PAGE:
Keynote speaker Anderson Cooper of CNN, will address the inaugural Connect THRIVE Summit focused on LGBTQ travel, sports and entertainment. On Oct. 3-5 (just prior to eTourism Summit) in San Francisco, the launch event is expected to attract 300-plus attendees, including DMOS; sports councils, planners, and rights holders; resorts and hotels; attractions; domestic and international tour operators; travel agents, meeting planners; media, marketers and brands.
Other speakers include Olympians Brian Boitano and Brooke Crain. Also attending are San Francisco Travel President and CEO Joe D’Alessandro; NYC & Co President CEO Fred Dixon; Discover Puerto Rico CMO Leah Chandler plus representatives from U.S. Travel Association, ITB Berlin, U.S. Cultural and Heritage Marketing Council, US Tour Operator Association, LGBT Meeting Professionals Association, IGLTA and Equality Florida. Also joining the conference is Mayor Hillary Schieve of Reno, NV, chair of the United States Conference of Mayors Standing Committee on Tourism, Arts, Parks, Entertainment and Sports. Visit here for more details and registration.
Facebook reaches a controversial settlement with FTC for a record-breaking $5 billion penalty regarding users’ privacy violations. Read more here.
Gannett, the parent company of USA Today, and rival newspaper conglomerate GateHouse Media are in talks that would create a new company with ownership of 265 daily papers, or one-in-six across the nation. MediaPost reports, “Currently, GateHouse is the largest newspaper publisher in the U.S., based on the number of titles it holds, which include 156 dailies and 464 weeklies. However, Gannett, owning 109 dailies, is No. 1 in circulation in the U.S., due to its titles serving larger markets.” Read more here.
Last week, Senators Roy Blunt (R-MO), Amy Klobuchar (D-MN), Cory Gardner (R-CO) and Catherine Cortez Masto (D-NV) introduced legislation to enact Brand USA‘s long-term reauthorization, extending the organization’s funding mechanism—currently set to expire next year—through 2027. “The introduction of the bill comes at a critical time. America’s share of the global travel market is slipping, having fallen from 13.7% in 2015 to its current 11.7%. That decline represents a difference of 14 million visitors and a hit to the economy of $59 billion in spending and 120,000 American jobs, reports the U.S. Travel Association. Read more here.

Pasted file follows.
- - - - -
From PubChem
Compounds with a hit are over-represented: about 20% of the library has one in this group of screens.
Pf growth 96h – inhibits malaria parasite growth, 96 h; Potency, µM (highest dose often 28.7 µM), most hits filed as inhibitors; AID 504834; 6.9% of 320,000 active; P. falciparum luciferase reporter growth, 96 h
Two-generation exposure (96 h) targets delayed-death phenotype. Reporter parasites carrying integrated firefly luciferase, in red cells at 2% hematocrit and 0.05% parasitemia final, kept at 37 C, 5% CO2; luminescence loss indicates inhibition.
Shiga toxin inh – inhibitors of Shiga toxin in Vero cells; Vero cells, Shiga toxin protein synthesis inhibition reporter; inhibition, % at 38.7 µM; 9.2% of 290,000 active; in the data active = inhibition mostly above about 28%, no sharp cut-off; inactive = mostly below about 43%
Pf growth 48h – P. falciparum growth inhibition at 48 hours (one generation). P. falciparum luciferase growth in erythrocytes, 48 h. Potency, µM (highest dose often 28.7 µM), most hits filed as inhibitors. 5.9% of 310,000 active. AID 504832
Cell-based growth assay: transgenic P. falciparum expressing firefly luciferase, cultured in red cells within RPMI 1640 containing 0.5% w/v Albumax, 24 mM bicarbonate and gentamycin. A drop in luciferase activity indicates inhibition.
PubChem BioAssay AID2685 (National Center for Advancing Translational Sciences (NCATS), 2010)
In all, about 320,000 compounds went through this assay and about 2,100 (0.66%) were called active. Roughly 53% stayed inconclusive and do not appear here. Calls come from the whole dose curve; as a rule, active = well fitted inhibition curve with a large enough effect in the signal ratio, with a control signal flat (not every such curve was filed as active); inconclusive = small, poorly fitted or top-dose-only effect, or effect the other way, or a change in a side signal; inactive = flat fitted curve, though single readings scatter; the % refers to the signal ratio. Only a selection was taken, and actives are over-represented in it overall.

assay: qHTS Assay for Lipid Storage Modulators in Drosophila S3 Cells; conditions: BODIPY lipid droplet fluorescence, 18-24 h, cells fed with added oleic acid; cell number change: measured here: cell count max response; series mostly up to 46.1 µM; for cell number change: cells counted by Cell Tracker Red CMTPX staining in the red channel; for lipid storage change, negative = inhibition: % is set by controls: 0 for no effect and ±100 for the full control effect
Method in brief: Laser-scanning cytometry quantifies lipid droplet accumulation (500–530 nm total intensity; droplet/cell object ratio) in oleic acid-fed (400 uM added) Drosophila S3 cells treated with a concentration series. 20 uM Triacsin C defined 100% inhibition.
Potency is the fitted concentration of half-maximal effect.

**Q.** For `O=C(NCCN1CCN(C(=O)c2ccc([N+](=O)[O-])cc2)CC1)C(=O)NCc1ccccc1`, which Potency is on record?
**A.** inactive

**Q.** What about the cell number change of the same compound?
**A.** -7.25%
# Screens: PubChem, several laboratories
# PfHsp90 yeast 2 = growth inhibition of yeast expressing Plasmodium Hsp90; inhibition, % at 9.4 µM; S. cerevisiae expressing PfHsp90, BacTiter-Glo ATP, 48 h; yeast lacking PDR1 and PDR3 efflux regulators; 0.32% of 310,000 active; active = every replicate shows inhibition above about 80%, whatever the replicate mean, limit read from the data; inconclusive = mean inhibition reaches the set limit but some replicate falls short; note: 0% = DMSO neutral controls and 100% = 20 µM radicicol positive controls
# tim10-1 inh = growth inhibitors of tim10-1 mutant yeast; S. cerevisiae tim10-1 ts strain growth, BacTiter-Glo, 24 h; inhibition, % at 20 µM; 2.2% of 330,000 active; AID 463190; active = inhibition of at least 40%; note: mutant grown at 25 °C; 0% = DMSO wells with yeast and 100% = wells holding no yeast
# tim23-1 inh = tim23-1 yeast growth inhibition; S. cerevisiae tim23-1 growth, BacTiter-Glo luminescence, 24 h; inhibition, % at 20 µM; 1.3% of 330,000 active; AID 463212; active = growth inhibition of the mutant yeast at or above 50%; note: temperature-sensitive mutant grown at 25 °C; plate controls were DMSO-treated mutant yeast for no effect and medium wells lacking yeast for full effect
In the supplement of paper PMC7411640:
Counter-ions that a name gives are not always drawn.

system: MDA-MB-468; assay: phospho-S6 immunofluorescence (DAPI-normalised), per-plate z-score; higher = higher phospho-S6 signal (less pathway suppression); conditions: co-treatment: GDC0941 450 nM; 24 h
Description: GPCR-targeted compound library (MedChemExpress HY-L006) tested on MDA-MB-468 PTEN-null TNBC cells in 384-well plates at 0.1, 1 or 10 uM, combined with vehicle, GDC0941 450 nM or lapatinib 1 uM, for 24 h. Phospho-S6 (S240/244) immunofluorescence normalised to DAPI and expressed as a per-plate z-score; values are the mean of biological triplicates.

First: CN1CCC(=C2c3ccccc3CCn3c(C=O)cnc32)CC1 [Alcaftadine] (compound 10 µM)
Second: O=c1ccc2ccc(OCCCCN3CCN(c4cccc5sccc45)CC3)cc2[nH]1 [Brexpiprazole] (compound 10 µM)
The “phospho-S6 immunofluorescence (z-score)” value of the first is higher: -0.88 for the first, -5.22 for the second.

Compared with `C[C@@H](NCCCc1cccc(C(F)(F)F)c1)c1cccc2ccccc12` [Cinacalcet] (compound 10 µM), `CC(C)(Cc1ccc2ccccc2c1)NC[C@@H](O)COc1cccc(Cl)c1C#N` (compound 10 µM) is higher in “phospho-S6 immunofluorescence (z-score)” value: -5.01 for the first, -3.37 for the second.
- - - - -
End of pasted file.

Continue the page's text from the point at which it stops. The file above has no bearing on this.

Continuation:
Arizona Office of Tourism has become the first state DMO to earn the Certified Autism Center designation. (Visit Mesa did likewise earlier this year.) Debbie Johnson, executive director, said, “Our entire team is now better equipped to understand the needs of travelers with autism, and we’re committed to sharing this new knowledge with tourism stakeholders across Arizona.”
Michael Woody is the new Chief Tourism Officer at Galveston Island Convention & Visitors Bureau. His previous Texas DMO experience included Visit San Antonio and Grapevine CVB, as well as a role with Meeting Professionals International.
Lou Hammond Group, with expertise in communications, marketing, media relations, advertising, digital and creative services for destinations, has expanded with a Denver office. The new office is headed by Ivie Parker, who was previously director of hospitality marketing at Timbers Resorts. Parker has also served as director of marketing for Denver-based Two Roads Hospitality (formerly Destination Hotels).
Marriott, the world’s largest hotel group, is removing plastic straws from all 6,500 of its hotels around the world within the next year. The sheer scale of the move is remarkable—one billion plastic straws and a quarter-billion stirrers every year.
Cvent, the meetings, events and hospitality platform, evaluated more than 11,000 cities represented on the company’s venue sourcing site to compile its eighth annual list of the meetings and events destinations with the most 2018 booking activity.